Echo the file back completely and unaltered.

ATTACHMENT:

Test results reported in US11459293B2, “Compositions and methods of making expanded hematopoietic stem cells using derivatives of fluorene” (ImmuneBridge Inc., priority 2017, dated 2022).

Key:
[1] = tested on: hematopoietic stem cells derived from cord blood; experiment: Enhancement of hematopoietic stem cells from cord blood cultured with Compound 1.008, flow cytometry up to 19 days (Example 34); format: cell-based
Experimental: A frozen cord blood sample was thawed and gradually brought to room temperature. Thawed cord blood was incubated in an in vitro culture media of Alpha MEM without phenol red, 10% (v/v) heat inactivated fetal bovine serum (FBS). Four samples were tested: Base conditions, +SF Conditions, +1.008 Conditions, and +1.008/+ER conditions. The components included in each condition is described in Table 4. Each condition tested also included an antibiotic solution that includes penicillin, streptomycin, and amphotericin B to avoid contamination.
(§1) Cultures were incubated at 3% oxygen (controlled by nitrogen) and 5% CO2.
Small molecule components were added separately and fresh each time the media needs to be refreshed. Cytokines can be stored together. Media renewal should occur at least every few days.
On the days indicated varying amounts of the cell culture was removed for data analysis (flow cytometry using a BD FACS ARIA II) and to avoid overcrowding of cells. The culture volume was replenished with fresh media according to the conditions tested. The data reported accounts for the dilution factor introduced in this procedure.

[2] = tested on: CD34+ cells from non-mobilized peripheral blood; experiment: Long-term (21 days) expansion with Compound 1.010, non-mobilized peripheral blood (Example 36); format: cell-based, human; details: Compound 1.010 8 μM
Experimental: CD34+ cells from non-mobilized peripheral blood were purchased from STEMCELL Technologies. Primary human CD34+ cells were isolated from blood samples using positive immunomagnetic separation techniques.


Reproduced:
Test results reported in US11459293B2, “Compositions and methods of making expanded hematopoietic stem cells using derivatives of fluorene” (ImmuneBridge Inc., priority 2017, dated 2022).

Key:
[1] = tested on: hematopoietic stem cells derived from cord blood; experiment: Enhancement of hematopoietic stem cells from cord blood cultured with Compound 1.008, flow cytometry up to 19 days (Example 34); format: cell-based
Experimental: A frozen cord blood sample was thawed and gradually brought to room temperature. Thawed cord blood was incubated in an in vitro culture media of Alpha MEM without phenol red, 10% (v/v) heat inactivated fetal bovine serum (FBS). Four samples were tested: Base conditions, +SF Conditions, +1.008 Conditions, and +1.008/+ER conditions. The components included in each condition is described in Table 4. Each condition tested also included an antibiotic solution that includes penicillin, streptomycin, and amphotericin B to avoid contamination.
(§1) Cultures were incubated at 3% oxygen (controlled by nitrogen) and 5% CO2.
Small molecule components were added separately and fresh each time the media needs to be refreshed. Cytokines can be stored together. Media renewal should occur at least every few days.
On the days indicated varying amounts of the cell culture was removed for data analysis (flow cytometry using a BD FACS ARIA II) and to avoid overcrowding of cells. The culture volume was replenished with fresh media according to the conditions tested. The data reported accounts for the dilution factor introduced in this procedure.

[2] = tested on: CD34+ cells from non-mobilized peripheral blood; experiment: Long-term (21 days) expansion with Compound 1.010, non-mobilized peripheral blood (Example 36); format: cell-based, human; details: Compound 1.010 8 μM
Experimental: CD34+ cells from non-mobilized peripheral blood were purchased from STEMCELL Technologies. Primary human CD34+ cells were isolated from blood samples using positive immunomagnetic separation techniques.